A number of Red Hat products were affected and updates were released the same day as the issue was public. Red Hat products by default would block arbitrary code execution as SELinux sVirt protection confines each QEMU process. We therefore are not aware of any exploitation of this issue.
This issue was given enhanced coverage in the Red Hat Customer Portal, with a banner on all pages and a customer outreach email campaign.
“Logjam” (May 2015) CVE-2015-4000
TLS connections using the Diffie-Hellman key exchange protocol were found to be vulnerable to an attack in which a man-in-the-middle attacker could downgrade vulnerable TLS connections to weak cryptography which could then be broken to decrypt the connection.
This issue affected various cryptographic libraries across several Red Hat products. It was rated Moderate impact and updates were made available.
Like Poodle and Freak, this issue is hard to exploit as it requires a man-in-the-middle attack. We’re not aware of active exploitation of this issue.
libuser privilege escalation (July 2015) CVE-2015-3246
The libuser library implements an interface for manipulating and administering user and group accounts. Flaws in libuser could allow authenticated local users with shell access to escalate privileges to root.
Red Hat Enterprise Linux 6 and 7 were affected. This issue was rated Important impact, and updates were made available the same day as issue was made public. Red Hat Enterprise Linux 5 was affected and a mitigation was published. A public exploit exists for this issue.
BIND DoS (July 2015) CVE-2015-5477
A flaw in the Berkeley Internet Name Domain (BIND) allowed a remote attacker to cause named (functioning as an authoritative DNS server or a DNS resolver) to exit, causing a denial of service against BIND.
This issue affected the versions of BIND shipped with all versions of Red Hat Enterprise Linux. This issue was rated Important impact, and updates were available the same day as the issue was made public. A public exploit and a Metasploit module exist for this issue.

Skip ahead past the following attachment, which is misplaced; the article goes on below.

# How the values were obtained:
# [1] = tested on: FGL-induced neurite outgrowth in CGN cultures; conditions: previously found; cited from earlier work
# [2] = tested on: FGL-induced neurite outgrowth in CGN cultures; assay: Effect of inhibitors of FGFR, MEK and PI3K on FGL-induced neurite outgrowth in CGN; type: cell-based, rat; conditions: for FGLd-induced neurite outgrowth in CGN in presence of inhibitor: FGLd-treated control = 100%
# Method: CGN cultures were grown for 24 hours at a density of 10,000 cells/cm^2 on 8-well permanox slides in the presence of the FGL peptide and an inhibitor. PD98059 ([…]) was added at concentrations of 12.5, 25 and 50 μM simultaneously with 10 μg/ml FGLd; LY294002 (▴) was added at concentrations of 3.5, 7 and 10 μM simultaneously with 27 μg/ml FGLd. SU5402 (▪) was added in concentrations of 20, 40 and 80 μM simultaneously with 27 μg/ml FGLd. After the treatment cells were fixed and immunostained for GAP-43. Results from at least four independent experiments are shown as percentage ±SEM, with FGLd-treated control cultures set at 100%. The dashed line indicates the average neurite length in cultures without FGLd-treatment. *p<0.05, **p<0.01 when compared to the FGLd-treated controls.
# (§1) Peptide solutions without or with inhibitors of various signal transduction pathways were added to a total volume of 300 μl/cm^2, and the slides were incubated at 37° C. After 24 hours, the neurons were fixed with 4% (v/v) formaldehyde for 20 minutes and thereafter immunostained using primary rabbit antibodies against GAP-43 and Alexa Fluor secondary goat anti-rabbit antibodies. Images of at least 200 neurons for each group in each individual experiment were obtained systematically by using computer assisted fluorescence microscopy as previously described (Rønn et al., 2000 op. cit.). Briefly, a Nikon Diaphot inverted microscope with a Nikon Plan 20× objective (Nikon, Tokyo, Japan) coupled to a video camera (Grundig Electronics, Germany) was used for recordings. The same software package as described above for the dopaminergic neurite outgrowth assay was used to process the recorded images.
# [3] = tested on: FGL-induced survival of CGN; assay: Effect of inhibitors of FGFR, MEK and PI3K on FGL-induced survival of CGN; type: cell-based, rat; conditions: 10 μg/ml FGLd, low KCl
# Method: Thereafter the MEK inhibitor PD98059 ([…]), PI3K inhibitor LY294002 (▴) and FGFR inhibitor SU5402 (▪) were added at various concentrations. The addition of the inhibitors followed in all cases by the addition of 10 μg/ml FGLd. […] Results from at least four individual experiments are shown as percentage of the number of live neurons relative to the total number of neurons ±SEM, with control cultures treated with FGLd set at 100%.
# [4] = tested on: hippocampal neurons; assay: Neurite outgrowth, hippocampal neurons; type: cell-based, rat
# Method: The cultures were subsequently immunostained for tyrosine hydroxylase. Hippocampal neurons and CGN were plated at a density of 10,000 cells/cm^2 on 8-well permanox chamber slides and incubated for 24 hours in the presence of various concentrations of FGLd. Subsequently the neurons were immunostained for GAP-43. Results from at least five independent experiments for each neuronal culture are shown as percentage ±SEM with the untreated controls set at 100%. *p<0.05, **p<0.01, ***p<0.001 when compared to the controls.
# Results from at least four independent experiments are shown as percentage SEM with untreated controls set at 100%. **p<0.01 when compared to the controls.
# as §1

Several other similar flaws in BIND leading to denial of service were found and addressed through the year, such as CVE-2015-8704, CVE-2015-8000, and CVE-2015-5722. Public exploits exist for some of these issues.
Firefox local file stealing via PDF reader (August 2015) CVE-2015-4495
A flaw in Mozilla Firefox could allow an attacker to access local files with the permissions of the user running Firefox. Public exploits exist for this issue, including part of Metasploit, and specifically targeting Linux systems.
This issue affected Firefox that was shipped with versions of Red Hat Enterprise Linux. It was rated Important impact, and updates were available the following day after the issue was public.
Firefox add-on permission warning (August 2015) CVE-2015-4498
Mozilla Firefox normally warns a user when trying to install an add-on if initiated by a web page. A flaw allowed this dialog to be bypassed. We’re not aware that this issue has been exploited.
This issue affected Firefox shipped with Red Hat Enterprise Linux versions. It was rated Important impact, and updates were available the same day as the issue was public.
Java Deserialization (November 2015) CVE-2015-7501
An issue was found in Java Object Serialization affecting the JMXInvokerServlet interface. This could lead to arbitrary code execution when deserializing Java objects from untrusted sources with the Apache commons-collections library when containing certain risky classes on the classpath.
This issue impacted many products in the JBoss Middleware suite and updates were made available in November and the following months. Direct exploitation of this vulnerability requires some means of getting an application to accept an object containing one of the risky classes.
Grub2 password bypass (December 2015) CVE-2015-8370
A flaw was found in the way the grub2 handled backspace characters entered in username and password prompts. An attacker with access to the system console could use this flaw to bypass grub2 password protection.
This issue only affected Red Hat Enterprise Linux 7. It was rated Moderate severity, and updates were made available within a week. Steps on how to exploit this issue are public.
Various flaws in software in supplementary channels (various dates)
Red Hat provides some packages which are not open source software in supplementary channels for users of Red Hat Enterprise Linux. This channel contains software such as Adobe Flash Player, IBM Java, Oracle Java, and Chromium browser.
A large number of Critical flaws affected these packages. For example, for Adobe Flash Player in 2015, we issued 15 Critical advisories to address nearly 300 Critical vulnerabilities. Linux exploits exist for some of these critical vulnerabilities, 5 having Metasploit modules. As these projects release security updates, we ship appropriate updated packages to customers.